Saturday, June 16, 2007
Buildings on the north side of Winslow Way would be permitted to go as high as 55-feet under the proposed upzoning.
Tuesday, June 12, 2007
"Historically we have a very vocal and passionate group of people who frustrate things that a silent majority probably think should happen."
Councilman Chris Snow, Bainbridge Review 6/2/07
This is one Councilperson's characterization of the rising opposition to the Winslow Tomorrow plans for our downtown. We think he's wrong. The "silent majority" is all of you and thousands of other Bainbridge Island residents who, although not present or expressing their concerns at every Council and Planning Commission meeting, are firmly committed to preserving Winslow's sense of place.
Where Things Stand
The increased height and density proposed by the Winslow Tomorrow plan is still before the Planning Commission. There will be additional opportunities for the public to comment on the proposals before the Commission over the next month or two. The proposals will then go before the City Council which will make the ultimate decision on whether they become law.
The City has launched the Winslow Tomorrow Streetscape design project. It is important that the community not confuse the Streetscape project, and the campaign surrounding it, with the many other elements of the Winslow Tomorrow plan for our downtown, including the increased heights and density. The Save Winslow Way Coalition has always supported the replacement of deteriorated utilities on Winslow Way, and is glad to see that the City appears to be moving forward with that project. With regards to the Streetscape Improvements that are being developed to coincide with the excavation of Winslow Way, many questions remain unanswered. Check this blog over the next couple of weeks for more details.
The Island Needs You
The Save Winslow Way Coalition needs your help in making all of our voices heard. Our strength lies in our numbers, and in our ability to get the word out. We need help informing the entire community about what is at risk.
If we all talk to our friends about our concerns and each of them talks to other friends, together we can create a chorus of voices that cannot be ignored. To date we have over 350 signatures on our petition. We know we can get to 500, but what about 1000? If every one of you finds two people to sign the petition we will surpass that goal. That will help us to save Winslow Way and its small town character and scale.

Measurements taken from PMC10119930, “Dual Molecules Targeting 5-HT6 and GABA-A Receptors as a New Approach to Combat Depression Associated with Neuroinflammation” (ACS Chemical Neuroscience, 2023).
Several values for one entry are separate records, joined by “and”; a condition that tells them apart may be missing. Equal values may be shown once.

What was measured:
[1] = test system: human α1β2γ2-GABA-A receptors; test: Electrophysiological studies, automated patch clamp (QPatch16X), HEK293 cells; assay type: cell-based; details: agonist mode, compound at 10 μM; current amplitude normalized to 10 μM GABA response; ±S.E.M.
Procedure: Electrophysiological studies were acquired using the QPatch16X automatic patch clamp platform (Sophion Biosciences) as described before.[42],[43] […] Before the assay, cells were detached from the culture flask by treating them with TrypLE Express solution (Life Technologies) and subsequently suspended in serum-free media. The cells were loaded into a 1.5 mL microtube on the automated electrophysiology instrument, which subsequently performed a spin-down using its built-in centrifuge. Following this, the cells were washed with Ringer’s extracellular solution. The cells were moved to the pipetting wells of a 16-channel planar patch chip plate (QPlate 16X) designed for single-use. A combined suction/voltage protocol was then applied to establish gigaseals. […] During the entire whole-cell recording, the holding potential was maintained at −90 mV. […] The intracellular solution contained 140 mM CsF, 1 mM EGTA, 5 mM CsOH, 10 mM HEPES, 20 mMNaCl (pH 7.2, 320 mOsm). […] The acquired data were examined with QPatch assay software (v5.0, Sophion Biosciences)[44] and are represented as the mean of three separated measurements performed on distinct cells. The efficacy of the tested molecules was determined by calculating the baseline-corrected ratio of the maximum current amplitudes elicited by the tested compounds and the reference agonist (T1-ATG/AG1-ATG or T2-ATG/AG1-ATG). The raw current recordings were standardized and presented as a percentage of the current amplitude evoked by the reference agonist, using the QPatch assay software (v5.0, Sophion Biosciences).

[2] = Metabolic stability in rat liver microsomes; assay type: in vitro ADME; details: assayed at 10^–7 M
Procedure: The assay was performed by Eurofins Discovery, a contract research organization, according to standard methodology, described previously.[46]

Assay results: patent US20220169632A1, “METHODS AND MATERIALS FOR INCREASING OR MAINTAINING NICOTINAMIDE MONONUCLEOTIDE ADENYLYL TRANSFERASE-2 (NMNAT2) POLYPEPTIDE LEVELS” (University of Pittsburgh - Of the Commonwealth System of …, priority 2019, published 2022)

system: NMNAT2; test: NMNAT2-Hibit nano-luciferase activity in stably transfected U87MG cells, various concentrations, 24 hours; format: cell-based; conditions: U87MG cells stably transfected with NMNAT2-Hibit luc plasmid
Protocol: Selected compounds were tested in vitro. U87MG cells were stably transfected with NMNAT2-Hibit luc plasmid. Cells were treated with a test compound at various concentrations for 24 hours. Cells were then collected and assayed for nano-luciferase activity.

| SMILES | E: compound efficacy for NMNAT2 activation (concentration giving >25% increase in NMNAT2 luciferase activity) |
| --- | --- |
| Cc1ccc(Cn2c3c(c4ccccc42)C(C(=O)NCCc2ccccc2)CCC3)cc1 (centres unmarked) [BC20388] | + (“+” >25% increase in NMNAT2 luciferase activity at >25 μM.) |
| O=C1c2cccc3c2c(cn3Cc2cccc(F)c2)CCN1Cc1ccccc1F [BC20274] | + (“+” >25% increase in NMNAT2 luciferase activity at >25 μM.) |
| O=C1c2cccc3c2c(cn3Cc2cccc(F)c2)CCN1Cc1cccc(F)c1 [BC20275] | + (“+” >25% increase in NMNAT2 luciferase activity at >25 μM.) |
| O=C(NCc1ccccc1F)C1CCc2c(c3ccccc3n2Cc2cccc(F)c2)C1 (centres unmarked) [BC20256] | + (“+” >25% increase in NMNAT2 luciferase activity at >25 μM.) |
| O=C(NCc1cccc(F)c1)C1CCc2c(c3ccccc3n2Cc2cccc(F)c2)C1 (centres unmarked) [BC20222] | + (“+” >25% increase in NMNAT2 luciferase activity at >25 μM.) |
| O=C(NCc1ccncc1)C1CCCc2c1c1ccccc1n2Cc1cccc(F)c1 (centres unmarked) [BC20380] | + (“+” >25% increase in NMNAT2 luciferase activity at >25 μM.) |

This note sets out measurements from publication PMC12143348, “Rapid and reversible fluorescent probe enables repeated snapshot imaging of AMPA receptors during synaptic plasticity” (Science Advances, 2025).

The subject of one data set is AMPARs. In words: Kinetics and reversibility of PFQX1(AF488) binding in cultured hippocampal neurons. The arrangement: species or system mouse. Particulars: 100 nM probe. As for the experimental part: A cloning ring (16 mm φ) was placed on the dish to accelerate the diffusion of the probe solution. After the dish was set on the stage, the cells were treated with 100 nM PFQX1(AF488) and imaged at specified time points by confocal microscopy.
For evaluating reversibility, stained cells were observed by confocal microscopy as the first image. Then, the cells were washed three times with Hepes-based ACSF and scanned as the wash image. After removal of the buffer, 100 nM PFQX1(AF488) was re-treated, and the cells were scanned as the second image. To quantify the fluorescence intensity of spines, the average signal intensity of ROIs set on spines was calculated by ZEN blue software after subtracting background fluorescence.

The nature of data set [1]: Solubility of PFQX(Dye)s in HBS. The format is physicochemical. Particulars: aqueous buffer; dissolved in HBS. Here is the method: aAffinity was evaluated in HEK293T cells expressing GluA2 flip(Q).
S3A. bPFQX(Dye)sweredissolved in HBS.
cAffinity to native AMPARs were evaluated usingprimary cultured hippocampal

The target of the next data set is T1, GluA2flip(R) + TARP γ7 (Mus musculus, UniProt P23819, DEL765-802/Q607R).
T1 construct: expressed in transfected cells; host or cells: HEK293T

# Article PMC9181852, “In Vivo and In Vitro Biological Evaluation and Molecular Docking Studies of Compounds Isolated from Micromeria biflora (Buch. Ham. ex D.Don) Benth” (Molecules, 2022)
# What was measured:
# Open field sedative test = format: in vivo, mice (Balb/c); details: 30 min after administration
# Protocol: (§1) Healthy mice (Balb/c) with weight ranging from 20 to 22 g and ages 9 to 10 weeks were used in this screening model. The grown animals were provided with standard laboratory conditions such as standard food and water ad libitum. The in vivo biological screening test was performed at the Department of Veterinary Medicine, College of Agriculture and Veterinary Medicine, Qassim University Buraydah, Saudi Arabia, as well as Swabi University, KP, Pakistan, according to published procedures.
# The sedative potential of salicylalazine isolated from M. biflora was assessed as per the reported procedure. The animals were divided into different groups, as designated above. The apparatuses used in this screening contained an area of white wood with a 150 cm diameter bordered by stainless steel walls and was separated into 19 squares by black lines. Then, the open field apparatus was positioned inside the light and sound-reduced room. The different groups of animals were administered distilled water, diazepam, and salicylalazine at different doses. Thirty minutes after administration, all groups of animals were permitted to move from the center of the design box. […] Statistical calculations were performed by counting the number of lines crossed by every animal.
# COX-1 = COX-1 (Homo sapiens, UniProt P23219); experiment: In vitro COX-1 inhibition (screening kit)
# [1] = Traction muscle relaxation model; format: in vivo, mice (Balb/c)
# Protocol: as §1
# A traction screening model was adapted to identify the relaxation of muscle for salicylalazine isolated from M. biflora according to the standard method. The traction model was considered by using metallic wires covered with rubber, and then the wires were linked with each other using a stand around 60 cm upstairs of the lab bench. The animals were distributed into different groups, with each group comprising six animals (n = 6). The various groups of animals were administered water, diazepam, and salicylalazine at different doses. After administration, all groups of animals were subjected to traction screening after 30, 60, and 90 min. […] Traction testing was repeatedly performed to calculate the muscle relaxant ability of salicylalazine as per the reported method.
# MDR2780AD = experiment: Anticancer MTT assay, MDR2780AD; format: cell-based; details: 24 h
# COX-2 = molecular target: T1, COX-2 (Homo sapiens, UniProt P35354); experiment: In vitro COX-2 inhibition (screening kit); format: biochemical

- Talk about the proposed changes with three friends, colleagues or neighbors. Give them the address for the petition website: http://www.ipetitions.com/petition/SaveWinslowWay For the latest flyer: SaveWinslowWay@gmail.com
- Write a letter to the editor.
- Contact your council members about your concerns at Council@ci.bainbridge-isl.wa.us
- Attend and/or comment at a hearing.
- Help gather petition signatures.
- Participate in an event (see announcement above right in green)
- Contribute $15 or more to help cover costs, newspaper ads (the Review and/or Islander), etc.*
*Checks payable to ABC, P.O. Box 10999, with notation"for SWWC" at bottom
For further information, write to: SaveWinslowWay@gmail.com
The Save Winslow Way Coalition is also looking for volunteer professional help, in addition to contributions. Please let us know if you can help with any of the following:
-Urban design and rendering.
-Accounting and financial analysis.
-Writing and editing.
It's our Island. It's our money.
Saturday, June 9, 2007
Islanders have moved here or remained here because of the rural character and sense of place they have found. Many of us have fled urban canyons and suburban strip malls. Under the up zoning proposed by Winslow Tomorrow, developers will profit from this sense of place and the enviable lifestyle we have today, and in the process destroy those very things.